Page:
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Leaf blowers can be versatile pieces of equipment, as they don’t just blow leaves. They can be used for blowing grass clippings off of porches, sidewalks and patios. They can blow dust, dirt, and other debris off of or out of equipment – great for cleaning off tractors and combines. They can even be used to clear light snow off when the winter comes around. If you don’t have one already, there’s a good chance you have or will look into buying one in the near future. So what should you consider?
This is where it all starts. Power is measured in airspeed in leaf blowers – the higher the airspeed, the easier it will be to move heavier debris. Soggy leaves, prickly seed pods that grab onto things, sticks and branches – all of these can be difficult for an inadequately powered unit.
Most importantly, it’s suggested that you get a leaf blower with variable speed settings. A fixed-speed unit is merely on or off, and doesn’t allow you to adjust for certain situations. For instance, a unit that is fixed-speed and is great for moving dry leaves may not be strong enough to handle soggy leaves. By the same token, one that is fixed to be strong enough to move soggy leaves may be difficult to control when trying to blow dry leaves around.
You might think that it doesn’t matter much how you carry a unit, but if you’re using it for a long period of time, you’ll find out quickly that an 11-pound leaf blower can get deceptively heavy. Most units will come as handheld units. There are backpack units and walk-behind units available, but most of these are the higher-powered unit. One option to help with the weight of carrying a leaf blower is to buy a sling to go over a shoulder or across the torso and provide support.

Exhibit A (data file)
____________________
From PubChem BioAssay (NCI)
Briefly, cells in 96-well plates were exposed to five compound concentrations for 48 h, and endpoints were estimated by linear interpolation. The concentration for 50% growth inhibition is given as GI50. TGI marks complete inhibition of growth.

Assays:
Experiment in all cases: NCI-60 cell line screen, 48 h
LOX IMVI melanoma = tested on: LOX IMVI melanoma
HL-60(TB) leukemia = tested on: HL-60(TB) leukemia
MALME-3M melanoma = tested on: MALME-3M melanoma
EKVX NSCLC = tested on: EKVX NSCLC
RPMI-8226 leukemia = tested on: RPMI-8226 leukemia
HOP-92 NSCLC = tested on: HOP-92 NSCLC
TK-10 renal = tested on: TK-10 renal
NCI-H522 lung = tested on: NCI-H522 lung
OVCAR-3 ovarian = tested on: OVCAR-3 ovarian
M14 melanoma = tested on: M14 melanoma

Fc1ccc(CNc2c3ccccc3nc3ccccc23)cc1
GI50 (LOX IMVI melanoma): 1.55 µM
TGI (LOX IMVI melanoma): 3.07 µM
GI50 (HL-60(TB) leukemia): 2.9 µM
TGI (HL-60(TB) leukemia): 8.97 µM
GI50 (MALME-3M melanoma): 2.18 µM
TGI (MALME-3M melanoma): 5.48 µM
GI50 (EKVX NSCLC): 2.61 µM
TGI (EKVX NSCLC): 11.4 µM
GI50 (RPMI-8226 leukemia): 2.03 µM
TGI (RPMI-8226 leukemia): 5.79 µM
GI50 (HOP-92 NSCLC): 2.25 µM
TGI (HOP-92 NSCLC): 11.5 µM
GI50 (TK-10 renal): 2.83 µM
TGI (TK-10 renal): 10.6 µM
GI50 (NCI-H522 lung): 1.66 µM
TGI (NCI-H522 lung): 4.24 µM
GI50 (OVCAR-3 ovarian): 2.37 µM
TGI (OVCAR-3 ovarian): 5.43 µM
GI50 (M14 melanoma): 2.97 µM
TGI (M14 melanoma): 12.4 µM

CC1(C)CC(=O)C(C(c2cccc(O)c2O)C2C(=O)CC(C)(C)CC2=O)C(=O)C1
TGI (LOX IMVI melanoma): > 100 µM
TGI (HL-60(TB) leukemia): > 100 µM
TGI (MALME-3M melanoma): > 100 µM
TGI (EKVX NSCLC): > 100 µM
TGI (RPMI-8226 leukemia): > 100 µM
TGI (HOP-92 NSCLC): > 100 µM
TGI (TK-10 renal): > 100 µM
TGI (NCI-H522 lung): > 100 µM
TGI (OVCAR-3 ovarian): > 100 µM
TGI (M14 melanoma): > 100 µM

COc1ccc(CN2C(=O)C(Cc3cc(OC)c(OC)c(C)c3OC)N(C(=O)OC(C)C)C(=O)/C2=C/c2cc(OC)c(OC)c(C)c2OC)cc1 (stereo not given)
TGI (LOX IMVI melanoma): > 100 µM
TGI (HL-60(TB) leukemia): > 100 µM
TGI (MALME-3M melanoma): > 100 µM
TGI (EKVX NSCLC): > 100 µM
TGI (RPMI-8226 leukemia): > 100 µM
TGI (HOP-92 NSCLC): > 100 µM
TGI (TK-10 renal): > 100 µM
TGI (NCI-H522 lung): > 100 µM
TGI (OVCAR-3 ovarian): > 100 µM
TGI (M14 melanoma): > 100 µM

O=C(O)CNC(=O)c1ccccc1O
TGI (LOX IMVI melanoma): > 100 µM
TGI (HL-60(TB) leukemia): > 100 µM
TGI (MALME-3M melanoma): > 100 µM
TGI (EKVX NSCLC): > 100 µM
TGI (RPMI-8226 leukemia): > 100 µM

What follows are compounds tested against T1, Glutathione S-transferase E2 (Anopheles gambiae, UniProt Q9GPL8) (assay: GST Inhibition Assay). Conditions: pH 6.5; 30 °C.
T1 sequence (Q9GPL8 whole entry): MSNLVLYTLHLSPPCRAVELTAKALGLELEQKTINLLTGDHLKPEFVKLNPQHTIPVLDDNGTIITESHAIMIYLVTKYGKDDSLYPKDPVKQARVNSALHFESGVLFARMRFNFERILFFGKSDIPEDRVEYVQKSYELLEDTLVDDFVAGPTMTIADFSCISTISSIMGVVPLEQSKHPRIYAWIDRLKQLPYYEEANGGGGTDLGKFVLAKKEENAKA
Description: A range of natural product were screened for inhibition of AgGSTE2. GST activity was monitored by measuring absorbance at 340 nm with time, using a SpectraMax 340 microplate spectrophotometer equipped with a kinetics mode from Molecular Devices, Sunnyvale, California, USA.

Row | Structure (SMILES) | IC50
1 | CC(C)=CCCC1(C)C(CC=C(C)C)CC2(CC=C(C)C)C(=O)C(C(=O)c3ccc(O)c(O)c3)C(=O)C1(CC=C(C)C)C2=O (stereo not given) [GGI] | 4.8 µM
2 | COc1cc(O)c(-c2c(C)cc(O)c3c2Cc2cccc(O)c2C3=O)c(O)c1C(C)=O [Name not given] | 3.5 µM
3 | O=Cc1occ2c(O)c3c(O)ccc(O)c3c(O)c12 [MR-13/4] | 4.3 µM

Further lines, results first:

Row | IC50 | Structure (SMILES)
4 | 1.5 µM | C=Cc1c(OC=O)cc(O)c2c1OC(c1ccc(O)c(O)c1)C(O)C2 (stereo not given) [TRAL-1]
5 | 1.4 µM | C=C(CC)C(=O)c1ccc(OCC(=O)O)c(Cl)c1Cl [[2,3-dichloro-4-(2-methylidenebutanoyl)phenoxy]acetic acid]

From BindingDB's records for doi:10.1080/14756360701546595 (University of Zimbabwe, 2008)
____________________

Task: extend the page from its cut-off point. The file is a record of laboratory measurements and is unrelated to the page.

Measured in decibels, this will tell you just how loud the leaf blower will get. Electric leaf blowers tend to be quieter than gasoline-powered units. This is important to know, as many neighborhoods have begun to place restrictions on the noise levels of leaf blowers, while others have banned them outright. Knowing the decibels will also help you pick out ear protection to wear.
To produce the air to move the leaves, you need a source of power. Electric leaf blowers are easy to use, and come in corded or cordless models. This limits their range a bit – either you’re tied to outlets, limiting distance, or you go cordless, limiting the length of usage. They are a bit easier to start and maintain, though.
Gasoline-powered leaf blowers tend to be more powerful than their electric counterparts, but will also require more maintenance and are a bit harder to start. They also tend to be pull-start, instead of the switches found on electric leaf blowers. To their advantage, they will usually have more run time than a cordless electric unit, and a greater range than a corded electric unit. You can choose from a two-stroke, which requires a gasoline-oil mix, or a four-stroke, which keeps the oil and gasoline separate.
A leaf blower is a really useful piece of equipment to have around the lawn and garden, all times of the year. Make sure you choose the right one for your situation – it needs to fit your life, as well as your neighborhood. Make no mistake, they can make lawn and garden care much easier, particularly in the fall and winter.